Royer was also the organist at the Ketchikan Presbyterian Church, for even longer than she was the Story Lady. She had begun playing the church organ for services soon after she arrived in Ketchikan and kept it up until 2014, more than 60 years.

Royer finally stepped down as the Story Lady in 2011. It is believed that she had the longest radio reign of any woman ever in the State of Alaska and only a handful of men outdid her tenure.

In addition to being celebrated by the Alaska Legislature, Royer was also honored with proclamations from two different borough mayors, Dave Kiffer and David Landis, in 2010 and 2018. There was even a brief "draft the Story Lady for 4th of July Parade Grand Marshall in 2018" effort. Which began, appropriately enough on a Facebook page called "The Story Lady — Ketchikan," which has been filled with reminiscences  this past week.

"She made me believe in magic," Eric Johansen posted on Facebook.

"What a legacy she left," Sue Hennessey posted. "A beautiful full life."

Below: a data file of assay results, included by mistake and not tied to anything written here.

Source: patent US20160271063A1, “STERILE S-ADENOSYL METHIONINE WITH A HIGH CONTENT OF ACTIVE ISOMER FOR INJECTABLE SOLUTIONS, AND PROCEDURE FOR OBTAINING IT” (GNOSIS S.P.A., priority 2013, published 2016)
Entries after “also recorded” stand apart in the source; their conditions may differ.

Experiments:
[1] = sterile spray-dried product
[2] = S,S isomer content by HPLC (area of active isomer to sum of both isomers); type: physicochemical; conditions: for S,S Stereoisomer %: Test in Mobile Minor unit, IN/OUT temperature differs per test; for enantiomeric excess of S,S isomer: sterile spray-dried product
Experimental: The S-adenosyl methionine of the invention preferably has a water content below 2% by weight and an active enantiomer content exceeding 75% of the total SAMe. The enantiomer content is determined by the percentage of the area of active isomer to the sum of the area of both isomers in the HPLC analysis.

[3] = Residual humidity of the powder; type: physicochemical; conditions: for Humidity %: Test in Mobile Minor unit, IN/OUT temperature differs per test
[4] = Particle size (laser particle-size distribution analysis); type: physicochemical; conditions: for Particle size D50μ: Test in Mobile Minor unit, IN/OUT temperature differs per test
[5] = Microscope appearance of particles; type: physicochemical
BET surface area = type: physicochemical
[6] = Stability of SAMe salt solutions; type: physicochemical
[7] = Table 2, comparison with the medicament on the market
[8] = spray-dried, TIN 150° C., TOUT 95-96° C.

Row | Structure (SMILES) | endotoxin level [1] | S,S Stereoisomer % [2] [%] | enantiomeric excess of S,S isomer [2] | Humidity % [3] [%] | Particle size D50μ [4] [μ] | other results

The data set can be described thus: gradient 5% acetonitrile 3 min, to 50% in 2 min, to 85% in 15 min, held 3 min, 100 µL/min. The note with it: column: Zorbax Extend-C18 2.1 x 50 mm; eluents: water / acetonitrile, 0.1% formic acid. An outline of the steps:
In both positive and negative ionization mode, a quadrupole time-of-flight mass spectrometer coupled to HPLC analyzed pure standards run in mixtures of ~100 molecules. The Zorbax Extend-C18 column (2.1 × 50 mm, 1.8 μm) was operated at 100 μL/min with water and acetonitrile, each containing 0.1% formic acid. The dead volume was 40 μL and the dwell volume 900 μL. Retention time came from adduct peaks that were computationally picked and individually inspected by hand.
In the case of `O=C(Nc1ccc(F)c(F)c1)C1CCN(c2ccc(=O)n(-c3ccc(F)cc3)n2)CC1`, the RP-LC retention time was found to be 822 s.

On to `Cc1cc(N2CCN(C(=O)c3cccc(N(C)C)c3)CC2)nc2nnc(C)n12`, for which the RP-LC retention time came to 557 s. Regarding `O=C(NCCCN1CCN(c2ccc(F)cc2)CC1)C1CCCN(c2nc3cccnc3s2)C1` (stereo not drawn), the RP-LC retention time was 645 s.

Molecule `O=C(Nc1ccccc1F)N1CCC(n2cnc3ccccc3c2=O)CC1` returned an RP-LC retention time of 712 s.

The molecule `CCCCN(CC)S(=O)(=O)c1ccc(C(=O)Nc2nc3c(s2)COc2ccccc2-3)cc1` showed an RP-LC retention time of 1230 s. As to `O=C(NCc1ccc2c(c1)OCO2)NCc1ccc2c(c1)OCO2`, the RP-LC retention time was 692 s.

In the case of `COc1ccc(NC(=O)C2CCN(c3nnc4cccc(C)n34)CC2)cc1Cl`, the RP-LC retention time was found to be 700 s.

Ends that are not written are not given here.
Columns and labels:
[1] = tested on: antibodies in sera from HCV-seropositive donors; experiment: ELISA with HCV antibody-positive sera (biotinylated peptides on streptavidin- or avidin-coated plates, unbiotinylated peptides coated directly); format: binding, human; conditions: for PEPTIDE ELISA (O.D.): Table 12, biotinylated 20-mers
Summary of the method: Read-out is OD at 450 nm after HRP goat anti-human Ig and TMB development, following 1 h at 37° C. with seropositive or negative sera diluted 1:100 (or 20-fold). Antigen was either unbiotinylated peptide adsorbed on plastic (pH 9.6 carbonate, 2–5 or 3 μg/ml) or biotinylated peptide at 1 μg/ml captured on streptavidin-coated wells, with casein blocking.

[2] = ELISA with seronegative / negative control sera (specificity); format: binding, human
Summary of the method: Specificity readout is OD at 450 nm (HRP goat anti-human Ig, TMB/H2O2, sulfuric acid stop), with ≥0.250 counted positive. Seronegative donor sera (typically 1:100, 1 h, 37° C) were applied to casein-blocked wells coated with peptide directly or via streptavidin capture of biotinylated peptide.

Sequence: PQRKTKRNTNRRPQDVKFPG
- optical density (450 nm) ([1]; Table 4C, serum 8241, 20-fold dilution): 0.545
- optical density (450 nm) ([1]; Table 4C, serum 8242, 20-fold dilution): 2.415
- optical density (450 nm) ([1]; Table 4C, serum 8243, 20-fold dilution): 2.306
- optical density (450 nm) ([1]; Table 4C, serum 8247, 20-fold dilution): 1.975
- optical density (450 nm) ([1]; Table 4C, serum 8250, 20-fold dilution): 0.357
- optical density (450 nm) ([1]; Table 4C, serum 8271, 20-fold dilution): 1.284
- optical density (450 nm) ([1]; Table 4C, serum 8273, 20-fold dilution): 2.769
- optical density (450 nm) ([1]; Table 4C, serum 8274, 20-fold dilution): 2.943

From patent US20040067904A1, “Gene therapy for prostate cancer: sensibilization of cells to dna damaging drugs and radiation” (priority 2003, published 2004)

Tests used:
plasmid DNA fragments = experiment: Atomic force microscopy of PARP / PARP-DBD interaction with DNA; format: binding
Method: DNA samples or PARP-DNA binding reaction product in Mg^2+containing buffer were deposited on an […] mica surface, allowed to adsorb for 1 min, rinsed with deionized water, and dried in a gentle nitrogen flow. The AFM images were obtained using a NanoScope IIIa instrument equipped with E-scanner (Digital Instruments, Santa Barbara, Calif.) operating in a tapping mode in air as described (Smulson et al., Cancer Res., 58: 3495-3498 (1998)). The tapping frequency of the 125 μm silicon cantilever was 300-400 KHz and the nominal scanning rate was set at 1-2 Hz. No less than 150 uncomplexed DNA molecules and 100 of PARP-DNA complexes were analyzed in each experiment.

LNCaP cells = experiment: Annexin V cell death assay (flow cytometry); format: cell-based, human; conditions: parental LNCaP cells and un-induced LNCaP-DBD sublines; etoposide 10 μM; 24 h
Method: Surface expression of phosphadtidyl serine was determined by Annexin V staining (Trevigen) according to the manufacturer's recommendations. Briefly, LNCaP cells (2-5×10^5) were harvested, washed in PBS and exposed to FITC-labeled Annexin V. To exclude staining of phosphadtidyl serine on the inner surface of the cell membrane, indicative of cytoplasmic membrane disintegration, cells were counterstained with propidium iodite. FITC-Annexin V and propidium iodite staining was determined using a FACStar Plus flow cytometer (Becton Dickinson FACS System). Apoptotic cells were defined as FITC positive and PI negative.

"I don't think I can read aloud to children without thinking of her," posted author Esme Codell. "She will always be the paragon."

"When (she) was on the radio was the only time I dared defy my mom," Alice Weisgram posted. " I declared that I could not do housework while she talked. I had to concentrate. She gave so much joy to so many people!."

And she had fans wherever the KTKN signal reached, according to Diane Coleman Bunch, who lived in logging camps in the 1960s.

"We had no TV and every Saturday morning we would huddle around the radio waiting for our story," Bunch posted on Facebook earlier this week. "Her voice! We loved listening to her and the books she read. I'm sure there were hundreds of kid that waited all week for our Saturday morning visit from the Story Lady."

Howard Royer died in 2011, During his final illness, Agnes refused to leave his side long enough to do the radio show live.

"She was reading her stories (for the show) at home," Rosemary Nelson said. "Then we'd take a thumb drive down to the radio station with that week's show on it and they'd incorporate it (into the radio show format.)"

In 2015, Royer moved in the Ketchikan Pioneer Home, where she lived for the last three years of her life. She made one last radio appearance, reciting a poem on KRBD-FM in 2016. Her voice was a little rugged and halting, but any former Ketchikan youth who heard teared up in recognition.

Although her hearing and eyesight were pretty much gone, she was still getting around town with the help of family members. She even made an appearance at the recent Winter Arts Faire.

Wearing her famous pink coat.